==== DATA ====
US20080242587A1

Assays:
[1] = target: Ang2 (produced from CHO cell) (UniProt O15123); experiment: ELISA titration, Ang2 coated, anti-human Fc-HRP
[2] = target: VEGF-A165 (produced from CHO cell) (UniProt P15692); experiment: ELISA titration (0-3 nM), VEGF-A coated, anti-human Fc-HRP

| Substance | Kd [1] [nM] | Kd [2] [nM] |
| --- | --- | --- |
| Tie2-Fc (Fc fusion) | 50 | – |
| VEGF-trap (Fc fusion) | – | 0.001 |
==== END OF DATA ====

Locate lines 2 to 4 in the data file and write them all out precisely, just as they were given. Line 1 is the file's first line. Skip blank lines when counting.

Assays:
[1] = target: Ang2 (produced from CHO cell) (UniProt O15123); experiment: ELISA titration, Ang2 coated, anti-human Fc-HRP
[2] = target: VEGF-A165 (produced from CHO cell) (UniProt P15692); experiment: ELISA titration (0-3 nM), VEGF-A coated, anti-human Fc-HRP